The next option to save money would be to restructure his deal as it is. The team could take money from his base salary up to his CBA-dictated minimum salary and convert into a bonus. The player receives the converted money up-front, while it is split evenly among the remaining seasons on the contract for cap calculating purposes.
For an example, suppose the Steelers wanted restructure $11 million of his scheduled $12.1 million base salary for 2014. His base salary would be reduced to $1.1 million, while the $11 million would be split evenly among the remaining seasons on his deal as dead money, including 2014. The Steelers would save $5.5 million against 2014's cap figure, but would escalate his 2015 cap hit to $23.895 million.
Any of these options would be beneficial for cap math, but releasing or trading him would be terrible for team chemistry and restructuring causes a risky situation for 2015. While coordinators, coaches and various skill players worry about their job security, the team will most likely want to maintain continuity at the quarterback position with a proven winner. This is the point in the conversation where the word 'extension' comes into play.
Despite the various reports and rumors involving either Roethlisberger or the Steelers wanting a trade to happen in the off-season, the veteran quarterback continues to publicly opine his desire to retire in Pittsburgh. If both sides honestly want him here, offering him an extension this off-season is a legitimate option for both the team on the field, and the roster on the ledger.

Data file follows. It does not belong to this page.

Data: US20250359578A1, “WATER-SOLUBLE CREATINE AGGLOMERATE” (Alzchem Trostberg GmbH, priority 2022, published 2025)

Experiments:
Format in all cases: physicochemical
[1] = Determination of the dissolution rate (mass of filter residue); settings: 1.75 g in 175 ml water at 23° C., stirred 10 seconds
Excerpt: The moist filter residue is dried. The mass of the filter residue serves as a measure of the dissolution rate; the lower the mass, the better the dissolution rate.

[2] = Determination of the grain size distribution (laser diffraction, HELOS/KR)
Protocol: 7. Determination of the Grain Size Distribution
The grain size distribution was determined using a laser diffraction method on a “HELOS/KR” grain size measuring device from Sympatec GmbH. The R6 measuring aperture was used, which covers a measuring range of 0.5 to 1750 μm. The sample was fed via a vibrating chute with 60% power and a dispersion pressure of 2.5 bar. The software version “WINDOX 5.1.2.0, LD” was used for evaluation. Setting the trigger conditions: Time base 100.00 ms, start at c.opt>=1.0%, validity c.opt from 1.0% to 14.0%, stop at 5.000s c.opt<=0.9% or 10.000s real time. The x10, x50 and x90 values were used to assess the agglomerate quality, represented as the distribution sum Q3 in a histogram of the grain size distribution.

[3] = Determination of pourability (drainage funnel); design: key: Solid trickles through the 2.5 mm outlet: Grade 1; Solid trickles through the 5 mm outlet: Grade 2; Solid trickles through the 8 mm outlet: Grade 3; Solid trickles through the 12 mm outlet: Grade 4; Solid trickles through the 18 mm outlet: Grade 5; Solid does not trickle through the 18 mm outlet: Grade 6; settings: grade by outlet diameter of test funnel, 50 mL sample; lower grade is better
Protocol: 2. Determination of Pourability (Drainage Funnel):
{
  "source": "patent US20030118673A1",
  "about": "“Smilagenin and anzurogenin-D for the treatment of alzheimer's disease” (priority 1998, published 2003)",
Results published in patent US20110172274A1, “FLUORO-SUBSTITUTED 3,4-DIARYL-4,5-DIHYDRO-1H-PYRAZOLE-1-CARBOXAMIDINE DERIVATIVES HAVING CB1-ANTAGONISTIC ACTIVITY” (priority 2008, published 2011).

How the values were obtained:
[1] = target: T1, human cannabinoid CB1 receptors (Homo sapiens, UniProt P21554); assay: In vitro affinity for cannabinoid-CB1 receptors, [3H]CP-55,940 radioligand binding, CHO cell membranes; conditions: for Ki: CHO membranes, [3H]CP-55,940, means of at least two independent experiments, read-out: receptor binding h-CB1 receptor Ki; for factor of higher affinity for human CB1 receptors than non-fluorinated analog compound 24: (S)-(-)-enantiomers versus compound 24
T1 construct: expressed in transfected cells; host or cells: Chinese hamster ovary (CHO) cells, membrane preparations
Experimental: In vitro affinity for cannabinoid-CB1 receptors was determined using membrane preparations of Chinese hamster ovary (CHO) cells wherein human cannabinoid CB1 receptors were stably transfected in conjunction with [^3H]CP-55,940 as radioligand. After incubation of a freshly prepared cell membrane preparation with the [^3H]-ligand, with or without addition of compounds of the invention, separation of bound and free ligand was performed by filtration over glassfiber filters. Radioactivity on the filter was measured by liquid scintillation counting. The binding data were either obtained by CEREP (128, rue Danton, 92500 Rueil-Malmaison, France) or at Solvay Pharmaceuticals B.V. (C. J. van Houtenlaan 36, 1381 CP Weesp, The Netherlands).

When restructuring salaries into bonuses, teams are only allowed to prorate bonus quotients among the first five seasons of a contract. With two remaining, a three year extension is the most logical choice. With the contract now extended to five years, the same $11 million restructured in the last segment doesn't hit each season for $5.5 million in dead money, but rather for a more chewable $2.2 million annually.
Here's an example of what a possible 3-year, $55 million (including $12 million signing bonus) extension would dictate. The figures in blue represent dead money created by restructures.
In this situation, the team would save $8.8 million against 2014's cap, while only raising the 2015 figure to $20.595 million. The last set of numbers represent a possible restructure again in 2015, which would save $7.5 million.